Adventure Issues: Some players may chafe at the feeling of having no way to exit the dream sets or to wake the titan before the dream sequences are complete. In some ways the adventure is very much like a roller coaster in that the adventure is almost required to proceed as expected along the rails set out for it. The more esoteric nature of this adventure may cause issues as well with players potentially not taking the dream sets seriously and/or doing foolish things since it is “just a dream.” However the chance for death or loss of items treated carelessly or cavalierly in the dreams is a real and serious one, meaning that the players should not take the adventure too lightly.
Continuing Adventures: With a successful conclusion to each of the dream plays and the oracle giving the adventurers a riddle to take back to the king, the adventure is neatly wrapped up and ended. But if the DM wishes to continue adventuring in the kingdoms, there may be other potential employers looking to hire the adventurers to return to the oracle and seek answers to other questions. While the exploration of the titan’s dreams is likely best left as a one time only kind of adventure, the titan may have other tasks and challenges for the adventurers to pursue before he will reward them with a riddle to take back to their employer. If nothing else, the concept of exploring a more powerful creature’s dreams and working with a non-human oracle might inspire the DM to create an adventure of their own using some of the devices central to this adventure, so there is still much that can be done with the information in this adventure.

In The Dwarven King’s Court: The game is afoot in the Royal Palace.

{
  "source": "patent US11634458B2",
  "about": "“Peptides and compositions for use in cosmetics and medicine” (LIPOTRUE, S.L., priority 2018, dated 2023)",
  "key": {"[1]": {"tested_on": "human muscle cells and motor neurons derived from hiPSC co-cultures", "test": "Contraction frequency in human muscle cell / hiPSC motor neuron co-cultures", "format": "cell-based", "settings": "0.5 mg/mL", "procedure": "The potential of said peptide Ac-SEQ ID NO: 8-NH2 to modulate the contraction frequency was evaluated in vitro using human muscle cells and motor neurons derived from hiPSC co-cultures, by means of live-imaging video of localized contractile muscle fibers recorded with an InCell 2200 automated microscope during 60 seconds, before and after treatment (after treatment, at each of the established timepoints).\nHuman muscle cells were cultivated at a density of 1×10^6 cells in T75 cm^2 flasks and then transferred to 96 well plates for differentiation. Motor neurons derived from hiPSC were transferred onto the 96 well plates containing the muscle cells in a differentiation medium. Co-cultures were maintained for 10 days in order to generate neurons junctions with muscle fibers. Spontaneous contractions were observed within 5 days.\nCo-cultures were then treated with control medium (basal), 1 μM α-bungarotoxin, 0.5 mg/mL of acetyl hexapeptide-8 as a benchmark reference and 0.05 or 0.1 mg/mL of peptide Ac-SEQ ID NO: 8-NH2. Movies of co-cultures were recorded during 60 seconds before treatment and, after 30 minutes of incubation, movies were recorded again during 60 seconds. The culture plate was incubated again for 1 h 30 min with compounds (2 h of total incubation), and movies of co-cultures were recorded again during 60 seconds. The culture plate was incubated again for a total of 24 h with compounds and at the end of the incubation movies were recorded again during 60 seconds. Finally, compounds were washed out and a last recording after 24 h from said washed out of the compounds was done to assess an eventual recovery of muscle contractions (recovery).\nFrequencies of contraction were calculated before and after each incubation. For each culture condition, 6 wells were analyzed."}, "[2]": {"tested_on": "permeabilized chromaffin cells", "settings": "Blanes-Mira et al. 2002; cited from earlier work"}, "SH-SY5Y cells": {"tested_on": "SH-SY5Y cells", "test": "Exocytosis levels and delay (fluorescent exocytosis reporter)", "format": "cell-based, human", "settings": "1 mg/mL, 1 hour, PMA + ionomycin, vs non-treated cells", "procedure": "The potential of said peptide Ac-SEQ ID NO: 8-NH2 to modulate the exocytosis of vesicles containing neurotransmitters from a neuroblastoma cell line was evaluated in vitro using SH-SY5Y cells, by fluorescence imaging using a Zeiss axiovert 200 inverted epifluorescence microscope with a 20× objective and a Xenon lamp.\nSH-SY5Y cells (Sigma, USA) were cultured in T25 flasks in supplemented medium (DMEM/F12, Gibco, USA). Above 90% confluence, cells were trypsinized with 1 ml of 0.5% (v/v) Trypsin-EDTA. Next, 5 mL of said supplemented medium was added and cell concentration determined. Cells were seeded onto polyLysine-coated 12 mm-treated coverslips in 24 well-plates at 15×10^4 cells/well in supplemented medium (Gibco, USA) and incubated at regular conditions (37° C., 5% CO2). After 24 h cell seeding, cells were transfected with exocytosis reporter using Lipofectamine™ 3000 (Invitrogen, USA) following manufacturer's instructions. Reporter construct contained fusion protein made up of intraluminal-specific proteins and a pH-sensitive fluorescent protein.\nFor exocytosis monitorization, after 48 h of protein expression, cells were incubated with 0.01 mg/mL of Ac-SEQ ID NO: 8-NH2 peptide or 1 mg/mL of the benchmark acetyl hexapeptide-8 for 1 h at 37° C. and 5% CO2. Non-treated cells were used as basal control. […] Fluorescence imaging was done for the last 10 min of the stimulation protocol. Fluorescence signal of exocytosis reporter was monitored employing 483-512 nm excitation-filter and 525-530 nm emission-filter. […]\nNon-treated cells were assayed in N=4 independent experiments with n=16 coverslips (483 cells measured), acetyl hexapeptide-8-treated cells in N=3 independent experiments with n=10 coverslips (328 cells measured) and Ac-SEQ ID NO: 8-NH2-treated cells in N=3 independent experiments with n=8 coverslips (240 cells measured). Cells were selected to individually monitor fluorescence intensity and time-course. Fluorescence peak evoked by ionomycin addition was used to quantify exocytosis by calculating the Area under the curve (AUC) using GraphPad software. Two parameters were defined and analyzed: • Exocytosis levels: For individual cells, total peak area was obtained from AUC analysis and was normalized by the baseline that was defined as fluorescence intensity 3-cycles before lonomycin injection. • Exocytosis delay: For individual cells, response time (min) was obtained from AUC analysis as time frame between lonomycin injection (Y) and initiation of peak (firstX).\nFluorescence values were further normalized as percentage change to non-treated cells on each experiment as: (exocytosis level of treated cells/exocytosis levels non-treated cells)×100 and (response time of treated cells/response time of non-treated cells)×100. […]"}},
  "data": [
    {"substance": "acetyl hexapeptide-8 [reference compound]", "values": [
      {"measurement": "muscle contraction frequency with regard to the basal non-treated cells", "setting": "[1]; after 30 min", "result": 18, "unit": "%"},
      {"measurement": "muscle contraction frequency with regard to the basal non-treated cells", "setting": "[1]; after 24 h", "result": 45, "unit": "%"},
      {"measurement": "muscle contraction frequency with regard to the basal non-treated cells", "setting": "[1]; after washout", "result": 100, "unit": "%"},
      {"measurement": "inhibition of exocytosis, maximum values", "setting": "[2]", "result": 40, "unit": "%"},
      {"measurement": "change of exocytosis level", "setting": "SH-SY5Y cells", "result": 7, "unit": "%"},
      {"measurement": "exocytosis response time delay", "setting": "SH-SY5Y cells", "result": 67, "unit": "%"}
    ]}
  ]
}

©Artwork by Jim Holloway

Background: The dwarven kingdom of Fairgold has long had a strained relationship with the neighboring dwarven kingdom of Jerad East with everything from simple economic strife to outright battles marring the interactions and occasionally leading to acts of war. But finally, after many years of tension and acrimony, there is the chance for a lasting peace between the two realms. Expensive ceremonial gifts have been exchanged, the details of the treaty have been finalized, and only the final formal meeting of the leaders of both realms remains. Everything is going so well that nothing short of catastrophe could spoil the outcome now…
Adventure Overview: This adventure was designed for a party of 3-6 adventures of 3rd to 5th level using the AD&D rules. As the adventure takes place within dwarven realms, it is strongly suggested that the party not have characters of races that are usually barely civil with dwarves. Stout halflings, dwarves, humans, and gnomes are suggested as appropriate races, though the DM can of course modify this as needed. Much like the previous adventure, The Titan’s Dream, this adventure is not a standard adventure, instead relying on investigation and political diplomacy and intrigue over swords and spells to successfully solve the adventure. In truth, the adventure’s most successful conclusion requires no weapons and only informational spells to be cast. To unravel the entirety of the truth behind the story of the adventure might be impossible, but it still is possible to have unanswered questions and still save the treaty and goodwill between the kingdoms.
Adventure Issues: This is a thinking adventure and will challenge the player who enjoys using their mind as much as their might to achieve victory. For those who play for body counts and treasure hauls, there is little to interest them here, and much to frustrate them. And since combat is almost nonexistent in this adventure by design, there is no way to easily adapt this to maintain the elements of the mystery and add in enough combat to please the hardcore hack and slash adventurer. In fact, those who rely on fighting to solve problems will likely cause the mission to fail spectacularly and may find their characters dead from either death in combat or from summary and fully legal justice from the dwarves they are supposed to be helping.